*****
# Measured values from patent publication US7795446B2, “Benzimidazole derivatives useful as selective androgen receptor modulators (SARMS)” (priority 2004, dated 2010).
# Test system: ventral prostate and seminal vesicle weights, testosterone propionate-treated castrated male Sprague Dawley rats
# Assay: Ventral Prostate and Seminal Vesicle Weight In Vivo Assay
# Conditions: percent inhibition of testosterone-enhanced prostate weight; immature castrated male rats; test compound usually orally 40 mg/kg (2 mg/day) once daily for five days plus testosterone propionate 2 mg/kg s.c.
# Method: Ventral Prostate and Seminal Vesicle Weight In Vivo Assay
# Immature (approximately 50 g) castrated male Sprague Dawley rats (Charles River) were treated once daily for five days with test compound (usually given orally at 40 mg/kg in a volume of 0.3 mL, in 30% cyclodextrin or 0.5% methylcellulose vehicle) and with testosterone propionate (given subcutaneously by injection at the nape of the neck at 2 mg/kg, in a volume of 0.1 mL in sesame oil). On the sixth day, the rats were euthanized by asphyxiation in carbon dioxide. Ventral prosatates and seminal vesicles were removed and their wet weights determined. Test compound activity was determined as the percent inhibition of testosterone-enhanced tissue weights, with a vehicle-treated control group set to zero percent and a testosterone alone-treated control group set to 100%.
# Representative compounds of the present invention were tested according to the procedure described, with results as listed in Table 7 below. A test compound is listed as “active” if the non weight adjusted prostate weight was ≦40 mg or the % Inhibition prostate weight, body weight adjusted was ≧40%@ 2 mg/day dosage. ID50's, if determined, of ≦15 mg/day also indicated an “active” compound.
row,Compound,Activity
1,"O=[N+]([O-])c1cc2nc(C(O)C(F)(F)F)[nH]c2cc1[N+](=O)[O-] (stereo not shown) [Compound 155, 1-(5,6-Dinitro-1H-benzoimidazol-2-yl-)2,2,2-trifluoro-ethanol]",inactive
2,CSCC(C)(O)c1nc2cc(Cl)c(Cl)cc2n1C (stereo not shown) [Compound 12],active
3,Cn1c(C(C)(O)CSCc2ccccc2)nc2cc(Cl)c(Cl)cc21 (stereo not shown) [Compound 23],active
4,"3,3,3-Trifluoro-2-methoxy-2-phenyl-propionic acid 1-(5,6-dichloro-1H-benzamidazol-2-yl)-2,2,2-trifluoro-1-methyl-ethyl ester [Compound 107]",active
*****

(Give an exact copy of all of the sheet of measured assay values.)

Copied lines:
# Measured values from patent publication US7795446B2, “Benzimidazole derivatives useful as selective androgen receptor modulators (SARMS)” (priority 2004, dated 2010).
# Test system: ventral prostate and seminal vesicle weights, testosterone propionate-treated castrated male Sprague Dawley rats
# Assay: Ventral Prostate and Seminal Vesicle Weight In Vivo Assay
# Conditions: percent inhibition of testosterone-enhanced prostate weight; immature castrated male rats; test compound usually orally 40 mg/kg (2 mg/day) once daily for five days plus testosterone propionate 2 mg/kg s.c.
# Method: Ventral Prostate and Seminal Vesicle Weight In Vivo Assay
# Immature (approximately 50 g) castrated male Sprague Dawley rats (Charles River) were treated once daily for five days with test compound (usually given orally at 40 mg/kg in a volume of 0.3 mL, in 30% cyclodextrin or 0.5% methylcellulose vehicle) and with testosterone propionate (given subcutaneously by injection at the nape of the neck at 2 mg/kg, in a volume of 0.1 mL in sesame oil). On the sixth day, the rats were euthanized by asphyxiation in carbon dioxide. Ventral prosatates and seminal vesicles were removed and their wet weights determined. Test compound activity was determined as the percent inhibition of testosterone-enhanced tissue weights, with a vehicle-treated control group set to zero percent and a testosterone alone-treated control group set to 100%.
# Representative compounds of the present invention were tested according to the procedure described, with results as listed in Table 7 below. A test compound is listed as “active” if the non weight adjusted prostate weight was ≦40 mg or the % Inhibition prostate weight, body weight adjusted was ≧40%@ 2 mg/day dosage. ID50's, if determined, of ≦15 mg/day also indicated an “active” compound.
row,Compound,Activity
1,"O=[N+]([O-])c1cc2nc(C(O)C(F)(F)F)[nH]c2cc1[N+](=O)[O-] (stereo not shown) [Compound 155, 1-(5,6-Dinitro-1H-benzoimidazol-2-yl-)2,2,2-trifluoro-ethanol]",inactive
2,CSCC(C)(O)c1nc2cc(Cl)c(Cl)cc2n1C (stereo not shown) [Compound 12],active
3,Cn1c(C(C)(O)CSCc2ccccc2)nc2cc(Cl)c(Cl)cc21 (stereo not shown) [Compound 23],active
4,"3,3,3-Trifluoro-2-methoxy-2-phenyl-propionic acid 1-(5,6-dichloro-1H-benzamidazol-2-yl)-2,2,2-trifluoro-1-methyl-ethyl ester [Compound 107]",active